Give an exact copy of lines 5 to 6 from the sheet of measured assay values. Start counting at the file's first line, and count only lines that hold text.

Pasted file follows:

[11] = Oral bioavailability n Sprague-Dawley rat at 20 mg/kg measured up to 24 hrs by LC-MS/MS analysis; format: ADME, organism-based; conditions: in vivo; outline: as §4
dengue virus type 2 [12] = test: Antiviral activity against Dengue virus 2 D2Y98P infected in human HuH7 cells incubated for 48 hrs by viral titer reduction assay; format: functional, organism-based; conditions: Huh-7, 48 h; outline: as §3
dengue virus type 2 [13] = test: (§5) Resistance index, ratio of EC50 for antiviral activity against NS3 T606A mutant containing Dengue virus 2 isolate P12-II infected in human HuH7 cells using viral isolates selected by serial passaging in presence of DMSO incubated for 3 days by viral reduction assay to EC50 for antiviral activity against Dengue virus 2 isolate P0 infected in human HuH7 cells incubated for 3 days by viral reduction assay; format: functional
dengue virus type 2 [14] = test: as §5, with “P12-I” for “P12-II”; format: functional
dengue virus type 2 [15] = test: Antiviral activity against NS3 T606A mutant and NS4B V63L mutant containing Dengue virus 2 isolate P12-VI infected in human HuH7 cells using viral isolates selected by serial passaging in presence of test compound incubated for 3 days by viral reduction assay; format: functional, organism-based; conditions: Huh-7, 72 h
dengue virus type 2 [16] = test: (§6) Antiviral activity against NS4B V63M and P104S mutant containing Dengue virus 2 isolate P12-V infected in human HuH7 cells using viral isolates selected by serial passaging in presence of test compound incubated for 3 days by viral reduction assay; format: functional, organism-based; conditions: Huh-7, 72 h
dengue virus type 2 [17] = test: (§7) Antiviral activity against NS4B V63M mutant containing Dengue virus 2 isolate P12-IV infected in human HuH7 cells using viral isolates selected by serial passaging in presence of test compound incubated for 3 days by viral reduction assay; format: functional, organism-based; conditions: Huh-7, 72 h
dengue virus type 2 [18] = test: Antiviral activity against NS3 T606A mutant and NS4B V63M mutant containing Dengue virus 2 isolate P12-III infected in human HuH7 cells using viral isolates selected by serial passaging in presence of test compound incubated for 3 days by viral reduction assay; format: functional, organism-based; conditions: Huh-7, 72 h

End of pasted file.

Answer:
dengue virus type 2 [15] = test: Antiviral activity against NS3 T606A mutant and NS4B V63L mutant containing Dengue virus 2 isolate P12-VI infected in human HuH7 cells using viral isolates selected by serial passaging in presence of test compound incubated for 3 days by viral reduction assay; format: functional, organism-based; conditions: Huh-7, 72 h
dengue virus type 2 [16] = test: (§6) Antiviral activity against NS4B V63M and P104S mutant containing Dengue virus 2 isolate P12-V infected in human HuH7 cells using viral isolates selected by serial passaging in presence of test compound incubated for 3 days by viral reduction assay; format: functional, organism-based; conditions: Huh-7, 72 h